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Progress and Challenges in Electronic Health Record Adoption: Findings from a National Survey of Physicians
Publisher: Annals of Internal Medicine, vol. 162, no. 5 (subscription required)
Mar 03, 2015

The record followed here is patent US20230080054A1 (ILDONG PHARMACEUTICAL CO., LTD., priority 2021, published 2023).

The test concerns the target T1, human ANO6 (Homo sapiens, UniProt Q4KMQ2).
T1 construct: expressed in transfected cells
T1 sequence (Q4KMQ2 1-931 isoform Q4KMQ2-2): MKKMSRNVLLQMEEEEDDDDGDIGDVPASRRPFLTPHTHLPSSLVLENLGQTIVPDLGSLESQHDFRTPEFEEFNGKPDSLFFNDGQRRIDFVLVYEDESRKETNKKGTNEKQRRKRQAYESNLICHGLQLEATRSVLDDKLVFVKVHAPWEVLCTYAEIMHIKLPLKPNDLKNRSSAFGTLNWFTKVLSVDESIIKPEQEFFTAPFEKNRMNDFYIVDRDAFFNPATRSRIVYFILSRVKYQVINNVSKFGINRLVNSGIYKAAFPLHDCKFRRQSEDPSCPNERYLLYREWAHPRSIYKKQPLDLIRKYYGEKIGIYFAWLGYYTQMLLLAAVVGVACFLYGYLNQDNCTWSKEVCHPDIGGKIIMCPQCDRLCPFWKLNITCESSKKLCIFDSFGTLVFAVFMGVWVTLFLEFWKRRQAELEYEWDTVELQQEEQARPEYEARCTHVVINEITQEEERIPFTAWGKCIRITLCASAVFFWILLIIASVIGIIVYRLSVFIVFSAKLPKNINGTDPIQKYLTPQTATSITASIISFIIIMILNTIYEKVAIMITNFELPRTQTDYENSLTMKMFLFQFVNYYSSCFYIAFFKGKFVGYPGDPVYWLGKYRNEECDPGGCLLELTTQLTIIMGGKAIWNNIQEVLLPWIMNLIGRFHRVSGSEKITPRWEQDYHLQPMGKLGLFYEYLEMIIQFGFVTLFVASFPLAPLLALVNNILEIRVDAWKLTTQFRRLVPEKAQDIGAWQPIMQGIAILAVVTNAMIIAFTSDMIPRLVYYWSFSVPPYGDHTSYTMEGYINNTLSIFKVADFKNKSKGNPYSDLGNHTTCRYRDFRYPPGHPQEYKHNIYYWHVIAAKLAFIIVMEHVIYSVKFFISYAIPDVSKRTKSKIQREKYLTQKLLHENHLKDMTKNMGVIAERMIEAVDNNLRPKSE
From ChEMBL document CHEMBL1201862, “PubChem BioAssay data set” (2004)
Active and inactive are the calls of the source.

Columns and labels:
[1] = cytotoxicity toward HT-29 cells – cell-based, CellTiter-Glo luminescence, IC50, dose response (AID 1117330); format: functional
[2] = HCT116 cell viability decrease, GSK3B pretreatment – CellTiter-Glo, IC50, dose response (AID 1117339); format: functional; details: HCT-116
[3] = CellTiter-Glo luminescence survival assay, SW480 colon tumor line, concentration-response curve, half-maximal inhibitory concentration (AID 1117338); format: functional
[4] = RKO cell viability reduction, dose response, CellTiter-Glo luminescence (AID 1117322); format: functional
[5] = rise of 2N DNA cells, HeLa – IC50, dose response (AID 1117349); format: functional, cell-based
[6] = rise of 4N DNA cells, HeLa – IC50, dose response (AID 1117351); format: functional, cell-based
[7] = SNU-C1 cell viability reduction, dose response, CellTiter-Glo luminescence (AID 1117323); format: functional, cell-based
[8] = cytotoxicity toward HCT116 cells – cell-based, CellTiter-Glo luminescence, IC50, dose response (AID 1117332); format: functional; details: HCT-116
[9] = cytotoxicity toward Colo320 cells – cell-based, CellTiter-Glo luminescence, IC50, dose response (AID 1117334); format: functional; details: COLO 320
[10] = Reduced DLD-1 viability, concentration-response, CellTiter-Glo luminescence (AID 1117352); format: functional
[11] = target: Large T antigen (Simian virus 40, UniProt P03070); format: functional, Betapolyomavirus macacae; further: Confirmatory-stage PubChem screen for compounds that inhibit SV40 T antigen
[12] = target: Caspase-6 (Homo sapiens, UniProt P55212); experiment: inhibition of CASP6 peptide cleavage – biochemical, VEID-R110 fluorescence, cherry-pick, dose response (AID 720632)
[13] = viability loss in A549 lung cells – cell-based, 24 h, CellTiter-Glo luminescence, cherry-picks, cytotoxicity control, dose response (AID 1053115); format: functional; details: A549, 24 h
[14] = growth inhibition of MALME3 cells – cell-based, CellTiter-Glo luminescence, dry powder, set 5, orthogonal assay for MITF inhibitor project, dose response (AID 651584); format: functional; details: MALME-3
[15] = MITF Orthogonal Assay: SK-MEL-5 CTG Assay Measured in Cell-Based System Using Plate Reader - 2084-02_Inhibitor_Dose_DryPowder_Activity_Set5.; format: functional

Under the provisions of the Health Information Technology for Economic Clinical Health (HITECH) Act, physicians receive substantial economic incentives to implement and use electronic health records (EHRs). The goal is to modernize the information technology infrastructure of the United States health care system. Since passage of the HITECH Act, EHR use has increased steadily, but some reports suggest that a number of physicians do not plan to participate in the program. A two-wave survey of 3,437 U.S. physicians in primary care or related specialties found that by 2013, 63 percent of physicians had an EHR (early adopters) and another 20 percent were in the process of implementing one (partial implementers). The 9 percent who did not plan to implement an EHR (persistent nonadopters) were, on average, older than other physicians and worked in small, isolated practices. These findings suggest that persistent nonadopters might face unique challenges that limit their adopting an EHR. These physicians might need support in selecting and implementing the systems. Failure to address the needs of these physicians has implications beyond adoption because new models of health care delivery require use of an EHR.
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